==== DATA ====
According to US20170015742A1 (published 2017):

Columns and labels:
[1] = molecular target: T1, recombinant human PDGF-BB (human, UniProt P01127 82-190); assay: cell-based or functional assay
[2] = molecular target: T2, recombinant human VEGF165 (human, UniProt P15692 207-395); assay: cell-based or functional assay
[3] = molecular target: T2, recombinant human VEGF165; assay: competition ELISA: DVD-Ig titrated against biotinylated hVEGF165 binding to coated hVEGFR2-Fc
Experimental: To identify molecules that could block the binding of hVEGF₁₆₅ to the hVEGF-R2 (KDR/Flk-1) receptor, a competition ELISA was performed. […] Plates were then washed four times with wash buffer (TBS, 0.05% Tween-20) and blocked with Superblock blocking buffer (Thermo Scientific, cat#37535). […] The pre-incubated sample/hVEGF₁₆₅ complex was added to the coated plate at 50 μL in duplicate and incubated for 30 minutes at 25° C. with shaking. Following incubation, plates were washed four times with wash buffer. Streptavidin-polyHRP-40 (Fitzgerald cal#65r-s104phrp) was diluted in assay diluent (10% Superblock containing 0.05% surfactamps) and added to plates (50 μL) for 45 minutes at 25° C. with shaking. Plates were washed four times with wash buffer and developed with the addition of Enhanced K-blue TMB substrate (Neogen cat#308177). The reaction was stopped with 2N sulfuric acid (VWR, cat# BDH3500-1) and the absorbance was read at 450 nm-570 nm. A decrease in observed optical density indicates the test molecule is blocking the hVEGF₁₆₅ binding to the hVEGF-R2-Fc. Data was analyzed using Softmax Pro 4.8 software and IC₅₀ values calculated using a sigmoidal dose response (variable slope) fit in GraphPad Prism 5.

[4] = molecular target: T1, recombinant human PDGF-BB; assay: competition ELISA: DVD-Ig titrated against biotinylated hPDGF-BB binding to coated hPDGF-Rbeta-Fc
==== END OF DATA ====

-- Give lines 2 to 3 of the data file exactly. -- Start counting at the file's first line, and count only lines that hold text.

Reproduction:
Columns and labels:
[1] = molecular target: T1, recombinant human PDGF-BB (human, UniProt P01127 82-190); assay: cell-based or functional assay